"Mismatch" by Andrew Hacker

Political scientist Andrew Hacker crunches the numbers to prove that -- newsflash! -- men and women want different things.

Published March 12, 2003 9:00PM (EST)

Andrew Hacker's "Mismatch" belongs to a burgeoning new category of books: treatises by members of the older generation calling attention to the sorry state of gender relations among the young. As with Sylvia Ann Hewlett's "Creating a Life: Professional Women and the Quest for Children" and Barbara Dafoe Whitehead's "Why There Are No Good Men Left," you get an hazy impression of 30ish single daughters or nieces somewhere off in the worrisome background. Not that Hacker (who lacks a third name, but to judge from his unfortunate author photo, has more than enough neck to make up for it) would ever digress into his personal knowledge of today's battles of the sexes. He's a numbers man.

Hacker's writerly stock in trade is simple enough: He combs through census reports, government-generated statistics and other figures, scooping up an interesting figure here and a "revealing" factoid there, then amalgamates it all together with a binding agent of innocuous social commentary. Call it intellectual head cheese. This technique served him well in his 1992 book, "Two Nations: Black and White, Separate, Hostile, Unequal," a bestseller.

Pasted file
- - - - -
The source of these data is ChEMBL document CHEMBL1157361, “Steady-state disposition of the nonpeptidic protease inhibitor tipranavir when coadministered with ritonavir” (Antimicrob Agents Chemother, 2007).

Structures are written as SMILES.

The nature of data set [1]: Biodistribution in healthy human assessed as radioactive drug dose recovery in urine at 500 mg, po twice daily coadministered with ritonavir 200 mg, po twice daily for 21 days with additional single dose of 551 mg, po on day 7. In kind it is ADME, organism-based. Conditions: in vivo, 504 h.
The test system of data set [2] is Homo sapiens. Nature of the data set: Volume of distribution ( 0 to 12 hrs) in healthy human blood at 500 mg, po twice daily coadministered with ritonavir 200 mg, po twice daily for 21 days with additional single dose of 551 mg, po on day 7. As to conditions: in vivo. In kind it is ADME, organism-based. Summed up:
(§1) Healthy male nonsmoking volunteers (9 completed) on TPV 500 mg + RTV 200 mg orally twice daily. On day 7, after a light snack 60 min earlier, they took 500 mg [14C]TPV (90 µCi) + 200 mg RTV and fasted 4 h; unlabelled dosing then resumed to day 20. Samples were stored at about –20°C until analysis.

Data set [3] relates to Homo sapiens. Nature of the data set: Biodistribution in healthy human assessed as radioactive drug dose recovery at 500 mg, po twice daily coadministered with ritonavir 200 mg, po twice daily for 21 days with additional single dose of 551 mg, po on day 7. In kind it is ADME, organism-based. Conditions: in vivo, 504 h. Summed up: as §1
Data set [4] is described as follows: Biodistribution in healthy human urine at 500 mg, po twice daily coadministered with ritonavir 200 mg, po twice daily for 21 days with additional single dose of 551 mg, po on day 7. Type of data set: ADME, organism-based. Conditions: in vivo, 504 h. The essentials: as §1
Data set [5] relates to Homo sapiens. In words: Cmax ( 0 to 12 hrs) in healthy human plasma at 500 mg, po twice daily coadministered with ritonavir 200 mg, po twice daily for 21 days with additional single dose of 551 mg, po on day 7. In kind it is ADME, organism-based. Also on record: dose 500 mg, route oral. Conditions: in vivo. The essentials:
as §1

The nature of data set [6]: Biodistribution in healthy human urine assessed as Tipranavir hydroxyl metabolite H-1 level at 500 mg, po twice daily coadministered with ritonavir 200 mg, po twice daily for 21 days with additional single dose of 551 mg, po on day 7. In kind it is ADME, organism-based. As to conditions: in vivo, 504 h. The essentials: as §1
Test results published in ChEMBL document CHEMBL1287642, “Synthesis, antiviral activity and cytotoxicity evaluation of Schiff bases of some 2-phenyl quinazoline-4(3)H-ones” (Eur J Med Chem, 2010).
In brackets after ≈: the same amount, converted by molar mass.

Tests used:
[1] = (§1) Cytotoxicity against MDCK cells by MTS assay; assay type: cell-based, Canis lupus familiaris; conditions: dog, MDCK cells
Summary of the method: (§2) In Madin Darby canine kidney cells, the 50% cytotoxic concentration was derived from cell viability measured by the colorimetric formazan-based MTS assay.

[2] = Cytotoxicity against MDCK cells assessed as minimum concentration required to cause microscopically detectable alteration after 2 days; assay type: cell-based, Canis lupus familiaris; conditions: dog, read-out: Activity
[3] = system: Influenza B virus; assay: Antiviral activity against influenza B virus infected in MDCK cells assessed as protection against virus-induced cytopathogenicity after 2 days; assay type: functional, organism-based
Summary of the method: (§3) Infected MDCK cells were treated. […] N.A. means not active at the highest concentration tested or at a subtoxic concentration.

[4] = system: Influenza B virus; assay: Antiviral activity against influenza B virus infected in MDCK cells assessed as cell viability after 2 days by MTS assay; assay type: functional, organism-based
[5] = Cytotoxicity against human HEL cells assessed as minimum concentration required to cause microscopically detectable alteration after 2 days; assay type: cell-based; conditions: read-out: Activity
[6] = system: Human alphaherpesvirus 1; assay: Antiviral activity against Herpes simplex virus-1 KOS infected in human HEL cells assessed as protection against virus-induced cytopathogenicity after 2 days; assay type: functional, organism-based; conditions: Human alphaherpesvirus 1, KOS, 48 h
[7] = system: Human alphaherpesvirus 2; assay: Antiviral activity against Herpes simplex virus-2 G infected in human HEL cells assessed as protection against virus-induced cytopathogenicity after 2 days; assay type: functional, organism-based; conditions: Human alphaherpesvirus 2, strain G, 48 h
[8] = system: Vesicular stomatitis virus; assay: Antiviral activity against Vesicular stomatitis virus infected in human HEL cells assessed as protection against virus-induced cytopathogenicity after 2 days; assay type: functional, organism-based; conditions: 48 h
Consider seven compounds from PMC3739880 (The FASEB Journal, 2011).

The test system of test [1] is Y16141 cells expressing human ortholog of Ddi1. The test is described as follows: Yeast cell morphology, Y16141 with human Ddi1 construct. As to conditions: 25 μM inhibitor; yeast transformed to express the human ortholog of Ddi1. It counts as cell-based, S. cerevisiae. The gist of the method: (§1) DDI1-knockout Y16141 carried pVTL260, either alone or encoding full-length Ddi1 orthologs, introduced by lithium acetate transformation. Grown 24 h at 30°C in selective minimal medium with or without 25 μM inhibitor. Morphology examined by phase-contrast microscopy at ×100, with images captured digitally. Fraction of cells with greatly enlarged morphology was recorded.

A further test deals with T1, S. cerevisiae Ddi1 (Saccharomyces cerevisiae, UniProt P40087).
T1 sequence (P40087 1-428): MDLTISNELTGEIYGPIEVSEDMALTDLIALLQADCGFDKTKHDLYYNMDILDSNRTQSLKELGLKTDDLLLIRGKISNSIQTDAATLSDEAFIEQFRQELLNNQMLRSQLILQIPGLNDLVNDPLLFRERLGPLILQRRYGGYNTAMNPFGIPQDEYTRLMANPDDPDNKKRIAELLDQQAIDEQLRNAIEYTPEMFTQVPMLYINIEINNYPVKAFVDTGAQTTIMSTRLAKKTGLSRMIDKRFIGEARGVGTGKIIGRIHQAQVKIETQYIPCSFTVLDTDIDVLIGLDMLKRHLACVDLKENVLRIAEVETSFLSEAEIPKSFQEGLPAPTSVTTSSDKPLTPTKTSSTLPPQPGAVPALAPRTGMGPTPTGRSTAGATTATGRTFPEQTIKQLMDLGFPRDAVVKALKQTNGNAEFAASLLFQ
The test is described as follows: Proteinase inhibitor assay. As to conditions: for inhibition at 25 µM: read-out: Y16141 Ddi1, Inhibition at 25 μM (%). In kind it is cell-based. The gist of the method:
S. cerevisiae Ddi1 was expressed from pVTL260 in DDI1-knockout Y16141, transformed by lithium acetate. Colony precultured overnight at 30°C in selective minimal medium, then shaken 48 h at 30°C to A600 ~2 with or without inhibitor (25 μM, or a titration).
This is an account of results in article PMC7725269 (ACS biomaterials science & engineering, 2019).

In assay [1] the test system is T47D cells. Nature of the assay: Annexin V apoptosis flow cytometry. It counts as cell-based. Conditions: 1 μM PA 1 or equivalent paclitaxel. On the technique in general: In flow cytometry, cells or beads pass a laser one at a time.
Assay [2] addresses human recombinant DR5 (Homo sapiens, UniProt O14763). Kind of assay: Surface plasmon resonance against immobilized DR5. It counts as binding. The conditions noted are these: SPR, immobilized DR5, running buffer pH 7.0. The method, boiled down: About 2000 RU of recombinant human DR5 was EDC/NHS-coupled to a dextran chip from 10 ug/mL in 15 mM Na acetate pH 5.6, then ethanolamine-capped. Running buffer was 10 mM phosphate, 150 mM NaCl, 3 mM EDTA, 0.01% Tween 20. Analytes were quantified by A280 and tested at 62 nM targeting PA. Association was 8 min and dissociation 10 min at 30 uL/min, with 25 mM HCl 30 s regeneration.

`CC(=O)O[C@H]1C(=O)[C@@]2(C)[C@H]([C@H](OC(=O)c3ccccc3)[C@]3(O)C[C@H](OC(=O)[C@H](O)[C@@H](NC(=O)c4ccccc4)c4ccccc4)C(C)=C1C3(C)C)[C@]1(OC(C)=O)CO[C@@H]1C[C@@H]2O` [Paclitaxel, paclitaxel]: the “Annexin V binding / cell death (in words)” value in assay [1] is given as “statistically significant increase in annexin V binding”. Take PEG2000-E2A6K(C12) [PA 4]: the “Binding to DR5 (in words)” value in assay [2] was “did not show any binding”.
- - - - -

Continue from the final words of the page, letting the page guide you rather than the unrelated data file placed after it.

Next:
But while race preoccupies Americans, we're surprisingly ignorant of the raw data about it, and "Two Nations" won attention by opening more than a few eyes. "Mismatch," on the other hand, covers ground so thoroughly scoured and analyzed by commentators -- ranging from young feminist and conservative firebrands to newspaper columnists to three-named, furrow-browed sociologists -- that not much here will surprise you. Still, Hacker's status as a male professor of political science at Queens College in New York and a frequent contributor to the New York Review of Books might just lend the whole tortured issue some gravitas.

"Mismatch" offers the occasional insight and, more frequently, equally fascinating examples of cluelessness, but certainly nothing to earn the mutilating hatchet job it received at the hands of New York Times book critic Michiko Kakutani. She opened her review thus: "Men are selfish pigs. And there aren't enough of them to go around. At least that's what Andrew Hacker says in his depressing new book, 'Mismatch,' a glib, didactic book that uses sometimes dubious methodology to ratify women's worst fears about dating and marriage and the opposite sex."